Posted by: Miriam | 14/09/2010

Colorado Peace Ride – Day 4 The Final Fantasy and Day of Friendships.

Raise your hands if your legs are tired from reading this? My legs were feeling ok, but the averaging such high speeds the day before felt like I might have well just shot myself in the foot. Power = a big honkin zero. But you know what? I have 55 rolling miles and 8 hours to do them in, I can take my sweet and literally smell the flowers if I want.

Today I get up at a reasonable time, eat breakfast and actually get on the road without being lantern rouge (for those of you non-cyclists that means the last person in a race – think the light on a caboose). It is a perfect day for riding – cool but not cold. Slightly overcast, but still plenty of sun. Dolores is a beautiful town and although a good portion of the day will be spent on Hwy 160 the cutoff between Dolores and Mancos (Mane-cus) is some of the prettiest and nicest riding in the area. The Old Men on Fancy Bikes (OMoFB) waited for me this morning. But I didnt want to just haul balls to Durango…I can do that anytime, plus my legs were a wee bit tired. So I rode with Paul and another guy who was part of the OMoFB contingent who was less about hammering and more about riding.

Off we go into the final hours of this amazing ride, and instead of into the sunset old west style, we ride into the rising sun. This is fitting, we are riding in to the sunrise to meet the new day and the final challenges of the Peace Ride. And maybe a new take on the world. Unfortunately, we quickly drop Paul so the two of us ride to Mancos to the first rest stop of the day. OMoFB decides to ride with the rest of them, I hang out and wait for Paul and Kristen to come. I had no place to be in a hurry, this wasnt about the land speed record – that was yesterday.

We hit the rolling hills of Highway 160 West. Everybody is chatty and smiley and in great spirits. Paul and I pace line for a little while, but it is obvious he is having a hard day. Finally on a climb around mile I notice he is OTB (off the back). I have an internal dialogue with myself, do I just keep going or do I go back and find this guy who I’m riding with but barely know? I turn around. My friends later asked me why (what annoyed me were the friends who were cyclists who asked why, non-cyclists I understand. But really cycling community, I’m a little appalled). Why not? What if he had a flat or a mechanical or a cramp? Every time I pass a cyclist on the side of the road I ask if they are ok (this goes if I’m in a car or bike). If something was wrong, woudnt you want someone to check?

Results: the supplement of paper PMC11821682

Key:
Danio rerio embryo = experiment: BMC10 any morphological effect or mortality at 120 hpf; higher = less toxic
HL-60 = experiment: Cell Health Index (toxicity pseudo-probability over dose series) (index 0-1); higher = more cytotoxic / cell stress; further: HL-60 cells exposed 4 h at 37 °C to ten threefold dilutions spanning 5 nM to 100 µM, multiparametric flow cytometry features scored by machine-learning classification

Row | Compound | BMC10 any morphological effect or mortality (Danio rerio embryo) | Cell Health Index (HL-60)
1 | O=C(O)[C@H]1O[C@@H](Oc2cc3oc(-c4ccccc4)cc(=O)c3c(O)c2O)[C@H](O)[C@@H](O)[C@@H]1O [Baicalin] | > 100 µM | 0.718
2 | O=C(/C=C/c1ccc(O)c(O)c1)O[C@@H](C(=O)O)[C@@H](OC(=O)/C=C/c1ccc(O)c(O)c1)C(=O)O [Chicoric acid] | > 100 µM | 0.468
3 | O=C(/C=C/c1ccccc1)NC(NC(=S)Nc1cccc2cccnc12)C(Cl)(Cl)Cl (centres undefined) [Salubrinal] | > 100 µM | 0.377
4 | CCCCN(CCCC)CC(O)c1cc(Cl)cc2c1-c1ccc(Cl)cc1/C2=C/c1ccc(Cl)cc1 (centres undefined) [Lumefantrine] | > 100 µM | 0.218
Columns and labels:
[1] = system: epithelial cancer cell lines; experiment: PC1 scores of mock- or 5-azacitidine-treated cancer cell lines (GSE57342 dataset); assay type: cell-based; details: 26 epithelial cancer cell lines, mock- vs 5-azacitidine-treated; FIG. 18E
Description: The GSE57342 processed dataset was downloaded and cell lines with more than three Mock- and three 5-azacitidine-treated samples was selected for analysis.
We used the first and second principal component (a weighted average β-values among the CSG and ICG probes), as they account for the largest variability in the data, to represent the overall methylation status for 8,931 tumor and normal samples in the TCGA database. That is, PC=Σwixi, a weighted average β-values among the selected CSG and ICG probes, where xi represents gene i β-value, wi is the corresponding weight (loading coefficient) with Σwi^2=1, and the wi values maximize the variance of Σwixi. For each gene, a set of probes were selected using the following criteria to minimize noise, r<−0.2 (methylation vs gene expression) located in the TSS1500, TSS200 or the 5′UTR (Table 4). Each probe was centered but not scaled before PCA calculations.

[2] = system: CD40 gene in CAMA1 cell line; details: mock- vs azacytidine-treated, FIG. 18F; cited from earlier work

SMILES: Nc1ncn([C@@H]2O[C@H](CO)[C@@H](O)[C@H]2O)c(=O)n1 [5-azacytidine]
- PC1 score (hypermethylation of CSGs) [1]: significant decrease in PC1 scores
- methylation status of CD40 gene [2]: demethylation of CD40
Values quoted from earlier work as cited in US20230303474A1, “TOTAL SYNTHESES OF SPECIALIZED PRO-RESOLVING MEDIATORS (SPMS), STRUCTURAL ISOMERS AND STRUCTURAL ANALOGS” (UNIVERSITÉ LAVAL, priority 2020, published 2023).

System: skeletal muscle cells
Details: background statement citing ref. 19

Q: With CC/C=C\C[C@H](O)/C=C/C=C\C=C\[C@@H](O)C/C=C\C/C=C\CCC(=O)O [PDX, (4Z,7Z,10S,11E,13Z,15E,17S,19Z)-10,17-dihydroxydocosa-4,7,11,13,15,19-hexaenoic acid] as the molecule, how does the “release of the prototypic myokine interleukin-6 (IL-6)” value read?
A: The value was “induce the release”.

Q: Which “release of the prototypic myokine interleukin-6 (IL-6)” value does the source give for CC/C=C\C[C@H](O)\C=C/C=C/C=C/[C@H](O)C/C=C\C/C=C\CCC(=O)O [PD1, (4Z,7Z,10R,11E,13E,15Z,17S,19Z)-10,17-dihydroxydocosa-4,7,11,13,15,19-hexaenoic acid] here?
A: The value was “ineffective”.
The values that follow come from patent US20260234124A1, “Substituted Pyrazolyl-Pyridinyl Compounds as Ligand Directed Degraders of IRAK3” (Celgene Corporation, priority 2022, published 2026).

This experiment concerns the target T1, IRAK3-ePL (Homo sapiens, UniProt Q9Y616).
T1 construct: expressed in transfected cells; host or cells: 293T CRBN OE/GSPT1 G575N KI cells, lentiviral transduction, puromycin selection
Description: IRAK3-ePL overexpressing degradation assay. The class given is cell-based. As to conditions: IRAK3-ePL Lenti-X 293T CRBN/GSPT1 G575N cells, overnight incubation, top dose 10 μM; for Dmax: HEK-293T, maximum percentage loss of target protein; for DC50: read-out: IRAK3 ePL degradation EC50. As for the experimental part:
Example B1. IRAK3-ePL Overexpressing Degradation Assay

So I circle back. Paul is bonking, his tummy was upset this am so he didnt eat much, not that he didnt want to eat, but just couldnt. So I feed him a spare bar Luna Peanut butter Protein Bar (these are my favorites except the chocolate coating ALWAYS melts and gets everywhere) , and some Clif Blocs. I tell him I’ll tow him in for the last 25 miles. And I do. We stop at the next rest stop and feed him some more. He perks back up, we chat and make bad jokes. And all of the sudden we are at the top of Hesperus hill ready to bomb into Durango at white knuckle speeds. When I ride from my house, it  is 12(!!) miles from my house to the top of this hill, 90% up. This is going to be fun, but I say a little prayer to the universe as I crest the top: Please let me keep the rubber side down, cars far away, and debris out of my path. Hitting junk at 45 mph on a tire that is 1″ wide is NOT going to be fun.

We roll into Durango wind blasted and smiling. But now we have to finish at Fort Lewis College, which is on a mesa above town. Ugh. My legs are rebelling. No, not just rebelling but being noisy obnoxious teenagers in their rebellion. I have 2 miles to finish this  amazing trip and come hell or high water I am not going to let something as stupid as lactic acid stop me. I tell my legs (and yea I do say it out loud) I dont give a flaming rats ass if they dont want to go up a hill, I’m in charge and I’m still riding. They can either do it quietly or with great fuss. I turn off the iPod and my mind, we finish up that hill. The small surge of adrenaline helps. Big stupid smiles and hugs abound. We did it.

240 Miles

3 10,000′ passes

1 11,000′ pass

4 days

1 wet tent

6 Hardboiled eggs consumed

1/2 jar of Peanut Butter Co. Chocolate Peanut butter devoured

Some seriously sweet cycling tan lines

Heaps of smelly spandex

I  plan on doing this ride again for many years to come. The Colorado Peace Ride was one of the best support rides I have ever seen, more food than I knew what to do with, 100% gluten free food (breads, bars, crackers, and assorted other snacks, and even breakfast burritos) everywhere I looked. Thank you to all the support staff, volunteers, other riders, my parents for generously donating, and to the new friends on bikes from across the country.

PS Ill add the link and photos shortly.


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